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    Sunday, August 07, 2005

    From the Land of the Ever Young:: Is the
    placenta going to turn out to be the salvation of mankind? (An argument could be made that it already is, since none of us would be here without it):

    Scientists looking for easier and less-controversial alternatives to stem cells from human embryos said on Friday they found a potential source in placentas saved during childbirth.

    They described primitive cells found in a part of the placenta called the amnion, which they coaxed into forming a variety of cell types and which look very similar to sought-after embryonic stem cells.

    In addition to being researchers at the University of Pittsburgh, the researchers are also shareholders in a company called Stemnion, a biotechnology company that runs the business side of their research. Nothing wrong with that, except that it puts added pressure on them to succeed - or at least give the appearance of succeeding.

    The news reports say that the team got their placenta cells to transform into liver, pancreas, heart, and nerve cells, but the abstract of their paper suggests they merely hypothesize this could happen. (I could be wrong. The paper may go into more detail, but it's only available at a price.) What they did do, according to the abstract and the substance of their interviews, is analyze the contents and gene expression of the cells that make up the inside lining of the amnion, the transparent sac that surrounds the developing baby. (what is sometimes called the caul.)

    What they found is rather fascinating, and certainly has the potential to be a stem cell substitute. They found two genes switched on in the amniotic epithelial cells that heretofor were believed to only be expressed in embryonic stem cells. The first is the utiltarian named octamer-binding protein 4, a protein that plays a key role in controlling the expression of other genes, such as the second gene the researchers found switched on in their epithelial cells - the more imaginatively named nanog. It is this nanog gene, or so science assumes, that is the key to a stem cell's ability to turn into just about any type of tissue cell. It is also the gene that allows the embryonic stem cell to divide in perpetuity, hence its name, derived from Tir Nan Og, the land of the Ever Young in Celtic mythology.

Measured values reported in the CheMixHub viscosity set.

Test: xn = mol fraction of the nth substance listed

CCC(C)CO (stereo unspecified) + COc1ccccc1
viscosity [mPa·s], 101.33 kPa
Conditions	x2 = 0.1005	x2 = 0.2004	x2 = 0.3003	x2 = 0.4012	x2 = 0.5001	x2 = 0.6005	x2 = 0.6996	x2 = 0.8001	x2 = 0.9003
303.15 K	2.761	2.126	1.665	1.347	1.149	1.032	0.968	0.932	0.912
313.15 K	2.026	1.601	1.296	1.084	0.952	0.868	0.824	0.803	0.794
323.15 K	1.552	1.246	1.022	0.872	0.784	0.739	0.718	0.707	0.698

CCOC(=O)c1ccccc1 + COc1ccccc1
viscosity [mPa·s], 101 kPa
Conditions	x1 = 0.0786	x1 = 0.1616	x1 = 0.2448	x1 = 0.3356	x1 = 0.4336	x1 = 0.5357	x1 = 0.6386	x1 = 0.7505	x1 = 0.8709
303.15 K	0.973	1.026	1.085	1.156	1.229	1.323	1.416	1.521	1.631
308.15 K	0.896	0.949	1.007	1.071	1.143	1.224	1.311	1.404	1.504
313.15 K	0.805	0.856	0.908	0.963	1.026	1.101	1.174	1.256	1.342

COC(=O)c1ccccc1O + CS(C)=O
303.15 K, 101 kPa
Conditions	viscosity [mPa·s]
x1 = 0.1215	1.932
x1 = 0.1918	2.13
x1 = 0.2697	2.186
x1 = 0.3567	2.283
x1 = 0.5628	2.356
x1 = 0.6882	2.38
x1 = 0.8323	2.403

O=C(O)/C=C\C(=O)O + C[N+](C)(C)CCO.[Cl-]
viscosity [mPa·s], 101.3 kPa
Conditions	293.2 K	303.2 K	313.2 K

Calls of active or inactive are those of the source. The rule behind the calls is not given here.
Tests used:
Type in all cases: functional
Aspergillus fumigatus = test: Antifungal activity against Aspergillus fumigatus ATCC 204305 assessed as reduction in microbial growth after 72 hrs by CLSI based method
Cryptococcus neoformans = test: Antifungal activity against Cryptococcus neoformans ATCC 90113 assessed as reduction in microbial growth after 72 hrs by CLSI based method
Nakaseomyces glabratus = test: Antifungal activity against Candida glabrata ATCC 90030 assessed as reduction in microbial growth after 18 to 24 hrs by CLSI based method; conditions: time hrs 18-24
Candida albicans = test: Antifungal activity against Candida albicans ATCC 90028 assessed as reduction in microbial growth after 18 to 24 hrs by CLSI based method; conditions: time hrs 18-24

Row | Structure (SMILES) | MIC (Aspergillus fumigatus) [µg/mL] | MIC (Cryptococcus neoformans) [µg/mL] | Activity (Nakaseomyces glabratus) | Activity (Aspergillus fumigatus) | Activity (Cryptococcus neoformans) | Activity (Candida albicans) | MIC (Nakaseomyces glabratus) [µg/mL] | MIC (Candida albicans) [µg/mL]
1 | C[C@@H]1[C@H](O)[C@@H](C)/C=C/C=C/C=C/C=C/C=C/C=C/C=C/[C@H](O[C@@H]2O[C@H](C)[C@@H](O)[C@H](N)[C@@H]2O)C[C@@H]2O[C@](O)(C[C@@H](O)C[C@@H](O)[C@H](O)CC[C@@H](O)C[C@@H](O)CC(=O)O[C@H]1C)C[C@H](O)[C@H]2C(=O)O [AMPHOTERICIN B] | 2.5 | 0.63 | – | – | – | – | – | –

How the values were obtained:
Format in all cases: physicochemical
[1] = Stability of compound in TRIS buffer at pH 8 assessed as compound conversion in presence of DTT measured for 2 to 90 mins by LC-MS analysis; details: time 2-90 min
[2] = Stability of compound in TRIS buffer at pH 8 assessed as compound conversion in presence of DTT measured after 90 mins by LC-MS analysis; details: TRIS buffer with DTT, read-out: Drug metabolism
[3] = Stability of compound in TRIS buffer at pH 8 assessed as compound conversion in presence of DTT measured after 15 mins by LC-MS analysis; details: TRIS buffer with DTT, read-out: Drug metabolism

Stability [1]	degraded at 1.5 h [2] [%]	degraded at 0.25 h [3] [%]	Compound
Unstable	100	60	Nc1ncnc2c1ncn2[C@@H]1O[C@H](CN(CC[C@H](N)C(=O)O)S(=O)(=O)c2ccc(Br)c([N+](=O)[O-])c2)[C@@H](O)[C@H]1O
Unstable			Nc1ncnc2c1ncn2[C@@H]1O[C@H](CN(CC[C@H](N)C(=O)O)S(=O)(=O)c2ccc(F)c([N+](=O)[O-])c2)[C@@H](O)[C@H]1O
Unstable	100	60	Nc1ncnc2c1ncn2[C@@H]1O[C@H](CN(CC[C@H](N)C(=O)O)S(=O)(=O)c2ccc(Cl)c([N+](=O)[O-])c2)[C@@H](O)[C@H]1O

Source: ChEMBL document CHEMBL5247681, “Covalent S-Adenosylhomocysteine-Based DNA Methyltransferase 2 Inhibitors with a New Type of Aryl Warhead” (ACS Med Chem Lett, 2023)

However, embryonic stem cells have something else going for them that keeps them ever young, an enzyme called telomerase, which repairs a cell's chromosomes as it divides into new cells. Ominously, telomerase, although absent in most adult cells, is also present in cancer cells. It may, in fact, be the key to what turns a normal cell into a cancer cell and sends it into an out of control cycle of propagation, growing and spreading throughout the body. Thus the concern that embryonic stem cells will have the unwanted complication of causing cancer. Amniotic epithelial cells, to their credit, do not have telomerase. They would thus appear to have the best of both worlds - the genes that allow embryonic cells to differentiate into different types of tissue cells, but no association with cancer.

    There's great potential there. In fact, amniotic epithelial cells have already repaired guinea pig ears and transformed into skin. The key word, though, as in all stem cell research, is potential. There is much about the inner workings of our cells that we have yet to discover. We won't truly understand their true potential until we completely understand their biology. Until that day, their therapeutic promise remains just as ephemeral as Tir-Nan-Og.

    UPDATE: Dr. Potato emails from the Phillipines to share another superstition about the caul - that it's associated with a sixth sense. She also shares a ghost story.

    posted by Sydney on 8/07/2005 11:20:00 AM 0 comments


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